Interesting tale woven from a time in History where the rich get richer on the backs of workers who get paid little compensation with no benefits,wine,debauchery,dangerous liaisons between married people,living above one's means,debt!,evil yet profession of being a saintly person by outward appearances and actions,murder,mayhem,drunkards,homosexuality,witchery,con artist & scams etc...OH WAIT!_this was during "Victorian times in America"_NOT TODAY!

As for the title_just a couple of brief men
James Elkins
My mother always said that "If you can't say something nice, you shouldn't say anything at all." First let me say that this was the first (and as of this writing only) free book received through the Goodreads First Reads program.

I can say that I want to know more about the series star Eve Murdoch, her back story sounds fascinating, and she doesn't seem to appear much or if she did it wasn't memorable. Her soon to be nephew .Kit Randall, whose poor choices drive the narrative, appears far to much
Billy Semon
The characters were likable, the story was good, it was set in the past but had a contempory feel to the movement, character interactions, and language. I did like how it dealt with topics that still cause outrage in some people today and how much more taboo it was back then. I would not shy away from this book, but it is one of those books you read on a long flight ot train ride. It will move quick and hold your attention long enough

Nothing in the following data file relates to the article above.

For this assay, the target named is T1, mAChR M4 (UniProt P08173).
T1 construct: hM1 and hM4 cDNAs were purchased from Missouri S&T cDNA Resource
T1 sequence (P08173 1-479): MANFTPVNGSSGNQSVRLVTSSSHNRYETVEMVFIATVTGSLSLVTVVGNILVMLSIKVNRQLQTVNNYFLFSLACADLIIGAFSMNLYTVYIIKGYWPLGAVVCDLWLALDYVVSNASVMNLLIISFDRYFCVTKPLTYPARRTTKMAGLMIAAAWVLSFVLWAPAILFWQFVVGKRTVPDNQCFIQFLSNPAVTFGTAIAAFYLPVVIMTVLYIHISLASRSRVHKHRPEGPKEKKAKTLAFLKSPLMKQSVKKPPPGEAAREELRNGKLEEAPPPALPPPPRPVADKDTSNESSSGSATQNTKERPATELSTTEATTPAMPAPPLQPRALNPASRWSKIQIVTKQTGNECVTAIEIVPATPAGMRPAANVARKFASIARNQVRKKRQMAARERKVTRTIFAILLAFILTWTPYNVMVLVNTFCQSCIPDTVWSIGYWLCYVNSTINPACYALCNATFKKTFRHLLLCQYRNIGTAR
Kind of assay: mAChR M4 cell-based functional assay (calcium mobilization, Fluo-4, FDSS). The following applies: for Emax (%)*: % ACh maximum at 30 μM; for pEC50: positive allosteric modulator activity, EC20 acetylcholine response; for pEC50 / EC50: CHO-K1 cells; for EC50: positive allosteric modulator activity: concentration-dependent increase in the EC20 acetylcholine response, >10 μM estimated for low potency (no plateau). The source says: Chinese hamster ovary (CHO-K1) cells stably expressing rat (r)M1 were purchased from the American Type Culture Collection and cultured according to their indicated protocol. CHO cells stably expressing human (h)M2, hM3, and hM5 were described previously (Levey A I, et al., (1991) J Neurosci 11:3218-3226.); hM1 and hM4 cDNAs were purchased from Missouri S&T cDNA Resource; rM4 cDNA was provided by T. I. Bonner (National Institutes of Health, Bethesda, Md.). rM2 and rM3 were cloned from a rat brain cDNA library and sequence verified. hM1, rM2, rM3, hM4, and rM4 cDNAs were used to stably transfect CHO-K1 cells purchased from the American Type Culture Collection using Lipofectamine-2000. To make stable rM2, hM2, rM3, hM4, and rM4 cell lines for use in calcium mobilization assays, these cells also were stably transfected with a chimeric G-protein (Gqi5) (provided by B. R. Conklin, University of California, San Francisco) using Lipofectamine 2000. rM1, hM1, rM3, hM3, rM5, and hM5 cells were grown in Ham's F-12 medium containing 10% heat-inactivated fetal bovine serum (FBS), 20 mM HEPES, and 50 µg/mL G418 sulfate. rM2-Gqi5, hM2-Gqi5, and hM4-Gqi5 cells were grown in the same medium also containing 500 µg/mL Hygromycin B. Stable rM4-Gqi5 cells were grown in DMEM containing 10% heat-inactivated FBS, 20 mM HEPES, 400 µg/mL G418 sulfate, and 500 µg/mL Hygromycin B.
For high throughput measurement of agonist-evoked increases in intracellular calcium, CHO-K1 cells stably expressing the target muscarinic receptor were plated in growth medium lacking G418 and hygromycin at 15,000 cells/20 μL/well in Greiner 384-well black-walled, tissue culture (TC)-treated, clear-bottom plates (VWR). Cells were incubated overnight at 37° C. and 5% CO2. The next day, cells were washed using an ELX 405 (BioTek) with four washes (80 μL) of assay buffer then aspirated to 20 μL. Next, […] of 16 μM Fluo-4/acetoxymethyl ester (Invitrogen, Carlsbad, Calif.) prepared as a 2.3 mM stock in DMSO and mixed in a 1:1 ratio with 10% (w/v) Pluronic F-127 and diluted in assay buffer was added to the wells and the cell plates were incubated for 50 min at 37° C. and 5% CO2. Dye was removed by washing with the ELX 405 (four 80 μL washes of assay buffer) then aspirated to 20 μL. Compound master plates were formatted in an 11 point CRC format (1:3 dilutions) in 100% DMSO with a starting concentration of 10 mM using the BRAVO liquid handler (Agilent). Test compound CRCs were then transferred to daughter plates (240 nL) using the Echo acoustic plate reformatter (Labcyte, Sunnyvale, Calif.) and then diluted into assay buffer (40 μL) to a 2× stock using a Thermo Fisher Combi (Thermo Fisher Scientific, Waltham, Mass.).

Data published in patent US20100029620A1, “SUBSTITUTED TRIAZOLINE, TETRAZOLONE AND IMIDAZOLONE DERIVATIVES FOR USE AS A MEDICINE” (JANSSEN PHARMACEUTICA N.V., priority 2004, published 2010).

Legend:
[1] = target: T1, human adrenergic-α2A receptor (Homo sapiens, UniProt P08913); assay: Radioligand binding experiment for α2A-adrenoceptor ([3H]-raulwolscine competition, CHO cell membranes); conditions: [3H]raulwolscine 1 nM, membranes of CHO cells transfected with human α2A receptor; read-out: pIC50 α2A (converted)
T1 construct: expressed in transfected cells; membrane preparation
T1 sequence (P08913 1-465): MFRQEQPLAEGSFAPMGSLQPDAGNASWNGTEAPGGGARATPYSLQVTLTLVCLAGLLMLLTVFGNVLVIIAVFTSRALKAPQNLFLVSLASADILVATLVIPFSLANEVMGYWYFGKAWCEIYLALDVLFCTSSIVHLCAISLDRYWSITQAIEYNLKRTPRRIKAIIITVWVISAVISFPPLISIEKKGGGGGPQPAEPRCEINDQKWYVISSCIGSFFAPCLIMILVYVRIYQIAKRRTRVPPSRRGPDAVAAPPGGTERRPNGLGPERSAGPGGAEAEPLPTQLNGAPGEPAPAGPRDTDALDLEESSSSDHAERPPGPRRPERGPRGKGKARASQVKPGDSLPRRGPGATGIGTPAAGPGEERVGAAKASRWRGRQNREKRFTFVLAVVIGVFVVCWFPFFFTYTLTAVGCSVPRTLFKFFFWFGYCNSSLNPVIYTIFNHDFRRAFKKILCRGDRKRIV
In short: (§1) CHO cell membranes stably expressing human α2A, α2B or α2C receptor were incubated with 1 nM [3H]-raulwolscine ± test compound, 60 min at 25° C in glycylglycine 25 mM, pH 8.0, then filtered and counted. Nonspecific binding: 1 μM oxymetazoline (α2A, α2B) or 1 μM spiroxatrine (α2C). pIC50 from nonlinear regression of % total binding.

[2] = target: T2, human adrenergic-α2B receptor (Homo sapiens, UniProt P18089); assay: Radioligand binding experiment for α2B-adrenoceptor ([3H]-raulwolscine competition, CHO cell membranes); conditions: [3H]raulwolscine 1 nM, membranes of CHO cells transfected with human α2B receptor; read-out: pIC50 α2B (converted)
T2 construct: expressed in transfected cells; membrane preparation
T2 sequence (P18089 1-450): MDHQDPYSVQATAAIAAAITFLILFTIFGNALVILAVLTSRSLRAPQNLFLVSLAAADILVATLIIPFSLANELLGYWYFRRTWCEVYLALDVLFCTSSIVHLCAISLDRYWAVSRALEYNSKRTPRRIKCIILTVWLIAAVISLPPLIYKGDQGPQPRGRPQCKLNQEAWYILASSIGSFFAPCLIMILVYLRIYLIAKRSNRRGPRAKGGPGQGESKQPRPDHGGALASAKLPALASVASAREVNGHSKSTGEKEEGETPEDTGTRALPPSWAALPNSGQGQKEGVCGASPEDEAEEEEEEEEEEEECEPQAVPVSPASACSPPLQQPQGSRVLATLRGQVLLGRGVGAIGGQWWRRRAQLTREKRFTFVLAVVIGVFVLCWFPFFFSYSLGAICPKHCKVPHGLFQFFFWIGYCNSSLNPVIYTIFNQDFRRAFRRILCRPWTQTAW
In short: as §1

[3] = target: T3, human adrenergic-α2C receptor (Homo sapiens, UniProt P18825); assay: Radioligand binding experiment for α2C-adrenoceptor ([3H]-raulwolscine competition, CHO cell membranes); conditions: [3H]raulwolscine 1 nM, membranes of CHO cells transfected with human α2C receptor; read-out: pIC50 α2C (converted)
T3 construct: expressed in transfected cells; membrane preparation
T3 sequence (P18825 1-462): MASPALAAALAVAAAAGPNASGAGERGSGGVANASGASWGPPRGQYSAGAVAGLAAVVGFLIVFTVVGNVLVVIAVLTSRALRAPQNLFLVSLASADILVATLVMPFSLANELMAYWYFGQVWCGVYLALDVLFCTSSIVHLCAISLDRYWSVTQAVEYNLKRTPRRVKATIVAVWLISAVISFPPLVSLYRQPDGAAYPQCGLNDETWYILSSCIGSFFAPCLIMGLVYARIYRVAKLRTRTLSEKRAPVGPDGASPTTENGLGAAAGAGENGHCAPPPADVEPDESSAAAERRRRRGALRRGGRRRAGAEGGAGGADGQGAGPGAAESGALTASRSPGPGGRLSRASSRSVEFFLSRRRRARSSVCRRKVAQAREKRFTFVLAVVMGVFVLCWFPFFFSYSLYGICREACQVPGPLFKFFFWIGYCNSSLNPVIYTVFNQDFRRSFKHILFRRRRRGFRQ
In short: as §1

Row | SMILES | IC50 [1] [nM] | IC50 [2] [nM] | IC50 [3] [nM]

Gusto Dave
The author of this title is an RMFW member. For that reason, we do not rate these selections. We’re kind of biased. However, it wouldn’t be right if we didn’t have them on our shelves. And you’ll see this message on any other titles that come from our members. We do hope that you’ll consider reading it, though. ;)

Gusto Dave, Publicity Chair for RMFW
Lana Kamennof-sine
Found this to be a fascinating look at the midwest during a boom - in this case coal.
The author deserves credit for including accurate historical details without detracting from the flow of the story.
I admit freely I would never have connected absinthe consumption with the american west ;-)
Jeanette  "Astute Crabbist"
There's some interesting historical stuff in this story, but it's not nearly as good as the two that came before it in the series.
Dec 27, 2010 Lynne marked it as to-read
Thank you so much for letting me win this free book from First Reads. Looking forward to reading it. Thank you.
Dec 31, 2010 Landy marked it as to-read
Thank you Goodreads First Reads for this free book. Looking forward to reading it when I get it.
A fun read, I'm continuing on to read more in this series. Highly recommend this book.
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Michelle Black is the author of six novels of the Victorian West, including the bestselling AN UNCOMMON ENEMY. Her latest, Séance in Sepia, debuted in October 2011, and features real-life feminist firebrand, Victoria Woodhull as its protagonist. She in a Queen Anne Victorian home near Boulder, Colorado.

She was born in Kansas and studied anthropology in college. She went on to law school and gradua
More about Michelle Black...